The ammonia dosing should therefore be dynamically controlled so as to continuously match the flue gas NOx concentration and thereby reduce both NOx and NH3 emissions to a minimum. In consideration of the flue gas NOx concentration varying with variations in load, fuel composition, and fuel quality, monitoring of the NOx level upstream and/or downstream from the catalyst is generally considered a requirement for controlling the ammonia dosing (Song et al., 2022). One NOx monitoring option commonly used in the energy production and industry sectors is the chemiluminescence detection (CLD) analyser, another being direct absorption spectroscopy as in the Quantum Cascade Laser (QCL) instruments (Kamphus and Williams, 2020). An advantage of the QCL is its ability to simultaneously also monitor the flue gas NH3 concentration, which is why it could be utilized to fine-tune the SCR process in providing feedback on both NOx and NH3 levels downstream from the catalyst to the ammonia dosing control unit. Tuneable diode laser absorption spectroscopy (TDLAS) is another related technology which is sometimes used in exhaust or flue gas NH3 monitoring (Kamphus and Williams, 2020).
As NOx and NH3 monitoring with the CLD, QCL, and TDLAS instrumentation commonly requires sampling and pre-analysis conditioning of the flue gas to increase the measurement accuracy and long-term performance of the instruments, e.g. by filtering of particles and condensation of water vapour, NOx and NH3 sensors able to be mounted directly in the flue gas channel could offer a cost-efficient alternative to the advanced analytical instruments. Furthermore, since in situ positioned sensors are generally able to provide NOx and NH3 concentration data with less time delay and better temporal resolution than any instrumentation requiring sampling and gas conditioning, such sensors might facilitate improved real-time dosing control and thereby further reductions in NOx and NH3 emissions resulting from inaccuracies in the estimation of rapid NOx concentration variations (Song et al., 2022).
To date, the most viable sensor options for in situ flue gas NOx and NH3 monitoring have been based on the solid electrolyte-type sensing devices, albeit with somewhat different designs and modes of operation for the two different sensors and substances. While the commercially available exhaust and flue gas NOx sensors are of the amperometric type, the NH3 sensor(s) generally belong to the (so-called) mixed-potential device category. For more information on the amperometric NOx sensor and the mixed-potential sensor technology, see Kato et al. (1998), Liu et al. (2017), Garzon et al. (2000), and Ramaiyan and Mukundan (2020), respectively. Despite the common use of solid electrolyte-type sensors for O2 and NOx monitoring in the control of automotive exhaust after-treatment systems, and despite much effort to develop, e.g. the materials, device structures, and sensor array concepts for ammonia sensing (Schönauer et al., 2009, 2011; Javed et al., 2018), the available NH3 sensor(s) based on the mixed potential platform (Wang et al., 2006) have so far not reached any appreciable adoption, the two main challenges generally considered to be the sensitivity or cross-sensitivity to NO2 and long-term sensor performance issues (Liu et al., 2014).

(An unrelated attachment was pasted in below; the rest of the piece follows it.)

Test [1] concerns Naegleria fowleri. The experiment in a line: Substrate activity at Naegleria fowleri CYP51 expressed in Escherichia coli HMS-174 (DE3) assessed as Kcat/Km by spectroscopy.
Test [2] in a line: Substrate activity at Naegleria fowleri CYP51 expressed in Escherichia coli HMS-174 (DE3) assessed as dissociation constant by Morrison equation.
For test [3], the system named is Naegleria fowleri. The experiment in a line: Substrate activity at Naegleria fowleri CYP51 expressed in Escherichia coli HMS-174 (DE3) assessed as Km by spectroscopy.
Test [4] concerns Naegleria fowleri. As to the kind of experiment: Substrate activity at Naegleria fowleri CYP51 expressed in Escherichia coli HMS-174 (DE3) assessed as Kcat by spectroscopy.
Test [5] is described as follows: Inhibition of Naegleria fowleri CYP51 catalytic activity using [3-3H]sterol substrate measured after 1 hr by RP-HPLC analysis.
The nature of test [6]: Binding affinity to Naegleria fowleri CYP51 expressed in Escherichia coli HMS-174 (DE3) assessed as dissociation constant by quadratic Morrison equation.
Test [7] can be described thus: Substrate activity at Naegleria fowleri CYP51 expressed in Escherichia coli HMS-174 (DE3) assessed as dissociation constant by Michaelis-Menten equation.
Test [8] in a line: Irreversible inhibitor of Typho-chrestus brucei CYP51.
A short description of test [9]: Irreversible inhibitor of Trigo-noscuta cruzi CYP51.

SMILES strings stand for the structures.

Another possible alternative for in situ flue gas NH3 monitoring may be the employment of silicon-carbide-based Metal Oxide Semiconductor Field Effect Transistor (MOSFET) sensor devices. SiC MOSFET sensors with a thin iridium (Ir) film as the gas-sensitive gate contact have in previous investigations shown promising ammonia-sensing characteristics (Andersson et al., 2004, 2013a), not least in terms of the range of concentrations seemingly able to be monitored with good resolution. In combining the wide bandgap and chemical inertness of SiC with other high-temperature stable sensor materials (e.g. SiO2 and Ir), Ir gate SiC MOSFET-based sensors are also well suited for in situ high-temperature and harsh-environment applications.